You can easily see which one will actually get results.

I gave myself 3 months to lose 12 pounds...a pound a week and I gave myself a plan: Work with trainer, use lose-it app to track what I eat. (There's nothing like accountability!) And I fully expect to see those pounds gone. Not by magic, but because I have a deadline and a plan...but I also know exactly what I am to do. Lose 12 pounds. :)

Or how about...I resolve to be happy. Yikes. How do you measure that? What's your deadline? And what are the specifics? How do you define happy?

Contrast that with...I will play golf with my husband and our friends once a week from May 1 until the end of September.

What does playing golf have to do with being happy? Well, it makes me happy to be with our friends and especially happy to spend time with my husband!

You could also add: I will take the third week of August off and go to the beach with my husband.

That's another goal that's more concrete than resolving to be happy. Going to the beach makes me happy. So I set the goal of going to the beach with the end result that I will be happy. :)

But notice something else...Specific goals help me to plan my year. If an editor says, How about if we make your deadline August 25, I can say, I'm going on vacation that week. Our deadline either needs to be the week before or two weeks after.

Do you get the picture? Goals have served me very, very well...especially last year when I had to write almost five books.

So take those resolutions that are making you feel either confused or like a failure and language them so that they are specific, measurable and time-bound.

And see if your year doesn't become more productive!

Happy Monday...and Happy Reading!

susan meier

Monday, January 5, 2015

Now that the holidays are behind us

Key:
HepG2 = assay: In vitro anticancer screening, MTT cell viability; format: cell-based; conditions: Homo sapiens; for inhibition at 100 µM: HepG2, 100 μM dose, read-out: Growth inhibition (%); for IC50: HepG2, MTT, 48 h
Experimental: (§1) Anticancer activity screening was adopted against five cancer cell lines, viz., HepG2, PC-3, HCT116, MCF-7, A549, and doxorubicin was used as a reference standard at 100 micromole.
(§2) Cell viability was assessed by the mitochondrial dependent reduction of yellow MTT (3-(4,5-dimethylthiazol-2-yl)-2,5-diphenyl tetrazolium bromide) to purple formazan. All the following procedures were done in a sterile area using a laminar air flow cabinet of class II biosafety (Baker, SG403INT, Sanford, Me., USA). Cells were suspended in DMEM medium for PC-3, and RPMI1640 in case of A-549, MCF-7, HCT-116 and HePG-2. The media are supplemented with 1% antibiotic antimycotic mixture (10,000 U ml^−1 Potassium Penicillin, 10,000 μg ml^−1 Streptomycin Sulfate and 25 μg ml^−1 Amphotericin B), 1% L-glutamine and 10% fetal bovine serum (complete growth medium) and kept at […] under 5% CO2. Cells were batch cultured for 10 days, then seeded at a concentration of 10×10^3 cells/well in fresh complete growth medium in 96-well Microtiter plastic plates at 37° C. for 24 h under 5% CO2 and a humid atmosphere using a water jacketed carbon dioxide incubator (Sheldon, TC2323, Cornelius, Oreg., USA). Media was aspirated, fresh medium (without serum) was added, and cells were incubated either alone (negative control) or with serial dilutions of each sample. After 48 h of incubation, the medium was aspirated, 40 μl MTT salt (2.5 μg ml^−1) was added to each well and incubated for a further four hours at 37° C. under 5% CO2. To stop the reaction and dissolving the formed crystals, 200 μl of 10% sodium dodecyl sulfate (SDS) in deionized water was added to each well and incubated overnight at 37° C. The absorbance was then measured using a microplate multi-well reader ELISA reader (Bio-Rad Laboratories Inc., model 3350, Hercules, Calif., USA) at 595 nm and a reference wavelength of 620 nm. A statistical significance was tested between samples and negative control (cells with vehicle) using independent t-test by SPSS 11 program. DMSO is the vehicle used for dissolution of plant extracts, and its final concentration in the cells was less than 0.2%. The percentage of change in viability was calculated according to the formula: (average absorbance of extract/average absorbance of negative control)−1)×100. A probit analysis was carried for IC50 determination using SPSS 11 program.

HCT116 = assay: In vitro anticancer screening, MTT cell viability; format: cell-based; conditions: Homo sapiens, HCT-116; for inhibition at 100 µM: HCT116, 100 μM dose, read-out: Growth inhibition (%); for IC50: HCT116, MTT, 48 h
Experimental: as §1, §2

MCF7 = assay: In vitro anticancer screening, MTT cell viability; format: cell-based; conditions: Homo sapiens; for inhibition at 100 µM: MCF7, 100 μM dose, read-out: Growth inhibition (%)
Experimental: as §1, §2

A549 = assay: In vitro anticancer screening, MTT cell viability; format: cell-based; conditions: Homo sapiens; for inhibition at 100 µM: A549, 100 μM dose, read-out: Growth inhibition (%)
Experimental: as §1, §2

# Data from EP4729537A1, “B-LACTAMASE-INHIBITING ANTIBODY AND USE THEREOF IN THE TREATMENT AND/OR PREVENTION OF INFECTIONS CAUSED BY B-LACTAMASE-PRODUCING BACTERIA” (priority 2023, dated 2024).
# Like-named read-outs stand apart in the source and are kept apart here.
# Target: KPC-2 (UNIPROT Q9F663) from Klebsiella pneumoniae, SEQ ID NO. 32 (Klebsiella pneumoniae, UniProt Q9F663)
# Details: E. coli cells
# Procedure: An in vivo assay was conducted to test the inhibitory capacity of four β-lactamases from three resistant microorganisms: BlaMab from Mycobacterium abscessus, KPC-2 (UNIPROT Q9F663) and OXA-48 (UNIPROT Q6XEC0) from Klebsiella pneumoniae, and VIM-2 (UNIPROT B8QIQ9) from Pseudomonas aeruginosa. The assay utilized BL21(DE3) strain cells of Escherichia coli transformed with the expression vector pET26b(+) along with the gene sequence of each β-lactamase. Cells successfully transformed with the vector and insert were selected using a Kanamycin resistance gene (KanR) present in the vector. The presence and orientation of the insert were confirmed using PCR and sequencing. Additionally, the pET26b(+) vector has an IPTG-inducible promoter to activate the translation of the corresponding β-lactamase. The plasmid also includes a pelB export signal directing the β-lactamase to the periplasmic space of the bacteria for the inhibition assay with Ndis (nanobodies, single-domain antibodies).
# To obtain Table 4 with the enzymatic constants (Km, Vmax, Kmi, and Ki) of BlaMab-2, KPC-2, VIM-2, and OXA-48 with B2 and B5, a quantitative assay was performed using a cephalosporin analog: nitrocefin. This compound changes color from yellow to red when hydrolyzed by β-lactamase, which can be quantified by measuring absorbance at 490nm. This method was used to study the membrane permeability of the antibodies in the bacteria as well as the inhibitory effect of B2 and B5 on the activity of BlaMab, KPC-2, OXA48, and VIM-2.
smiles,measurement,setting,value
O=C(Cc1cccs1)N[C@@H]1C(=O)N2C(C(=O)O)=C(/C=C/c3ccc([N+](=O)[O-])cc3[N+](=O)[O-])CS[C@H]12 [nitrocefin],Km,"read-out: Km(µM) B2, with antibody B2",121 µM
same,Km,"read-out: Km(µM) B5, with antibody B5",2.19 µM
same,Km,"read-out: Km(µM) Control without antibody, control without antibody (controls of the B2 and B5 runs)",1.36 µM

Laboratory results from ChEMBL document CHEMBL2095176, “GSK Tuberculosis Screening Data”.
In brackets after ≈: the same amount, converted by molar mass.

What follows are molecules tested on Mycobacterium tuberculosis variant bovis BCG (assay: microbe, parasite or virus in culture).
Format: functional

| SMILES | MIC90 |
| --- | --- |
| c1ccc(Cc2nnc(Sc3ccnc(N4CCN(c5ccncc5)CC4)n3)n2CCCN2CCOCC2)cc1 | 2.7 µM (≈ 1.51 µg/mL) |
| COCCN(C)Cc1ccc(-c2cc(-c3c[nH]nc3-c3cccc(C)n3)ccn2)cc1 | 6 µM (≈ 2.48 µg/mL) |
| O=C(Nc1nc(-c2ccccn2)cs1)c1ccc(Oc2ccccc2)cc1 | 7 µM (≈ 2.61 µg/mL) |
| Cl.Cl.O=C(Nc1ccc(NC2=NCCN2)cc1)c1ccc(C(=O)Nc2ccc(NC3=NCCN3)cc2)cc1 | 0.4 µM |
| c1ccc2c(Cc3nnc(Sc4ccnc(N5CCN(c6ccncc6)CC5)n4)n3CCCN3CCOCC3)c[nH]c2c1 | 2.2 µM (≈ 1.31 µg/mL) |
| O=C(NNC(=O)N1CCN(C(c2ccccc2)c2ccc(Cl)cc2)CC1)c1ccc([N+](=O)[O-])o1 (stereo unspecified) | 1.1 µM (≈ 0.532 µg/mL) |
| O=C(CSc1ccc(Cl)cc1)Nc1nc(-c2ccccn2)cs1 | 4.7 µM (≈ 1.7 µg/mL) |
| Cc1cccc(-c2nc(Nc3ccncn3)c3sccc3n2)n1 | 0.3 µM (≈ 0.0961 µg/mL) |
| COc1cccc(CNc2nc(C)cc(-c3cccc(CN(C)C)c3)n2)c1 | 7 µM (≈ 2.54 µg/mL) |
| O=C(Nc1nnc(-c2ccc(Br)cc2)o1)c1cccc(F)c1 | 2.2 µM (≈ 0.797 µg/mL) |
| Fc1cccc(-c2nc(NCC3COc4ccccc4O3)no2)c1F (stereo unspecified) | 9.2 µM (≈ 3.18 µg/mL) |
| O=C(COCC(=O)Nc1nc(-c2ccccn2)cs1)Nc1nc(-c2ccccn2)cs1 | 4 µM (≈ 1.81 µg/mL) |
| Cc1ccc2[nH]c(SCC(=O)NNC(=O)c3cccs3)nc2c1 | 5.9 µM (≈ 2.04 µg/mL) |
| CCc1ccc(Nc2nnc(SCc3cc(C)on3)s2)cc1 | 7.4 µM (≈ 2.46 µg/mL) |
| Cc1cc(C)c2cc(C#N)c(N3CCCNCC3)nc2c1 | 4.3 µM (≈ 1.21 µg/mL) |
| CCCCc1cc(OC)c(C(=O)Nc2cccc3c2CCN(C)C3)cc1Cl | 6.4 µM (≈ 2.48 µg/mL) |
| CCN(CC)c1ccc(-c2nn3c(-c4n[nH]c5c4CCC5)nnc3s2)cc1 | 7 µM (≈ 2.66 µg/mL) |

Now that the holidays are behind us, we all need to get back to work. Actually, I got exactly 3 days off. And not back to back. Too many deadlines, too little Susan to go around.

Anyway, what are my tips for getting back into the swing of things after a bit of a lull?

1. Read your synopsis! Don't try to go back to work without knowing what you're working on. I've done that. I've written tons of pages I had to cut because I thought I knew my story but I got ahead of myself in the action or took the story in a wrong direction. Don't do that. Read your synopsis.

2. Be ruthless about your schedule. Set a starting time and stick to it. Habits are your best friend when it comes to getting things done. Figure out the best time of the day for you to write and get your butt in the chair and create the habit of getting your butt into the chair at the same time every day. Before you know it, you will automatically walk to your computer at your scheduled writing time and you will be ready to write.

3.  Let yourself go. Now that you've read your synopsis and know the direction of your story, don't be a stickler for perfection. Give yourself permission to write an awful draft. Or, if you're like me, write an awful scene or two that  you can polish the next day before you write that day's portion of dirty draft.

4. Give yourself some deadlines. Wow. Deadlines served me well last year. Knowing that if I missed one deadline my entire schedule would fall like dominoes, I scrambled to always get things in on time. Especially proposals. Proposals can (and usually will) be changed. Editors will have comments. The story might have gelled more fully in your brain by the time you actually sit down to write your book. So do your best work, but also don't over-think. Give yourself deadlines for finishing your proposal, your draft, your first polish, your final draft and you will get where you want to go.

It doesn't matter if you're a full-time writer or someone seeking to write her first book, these four things will get you back to work at top speed in no time.

Happy Monday...and Happy Reading!

susan meier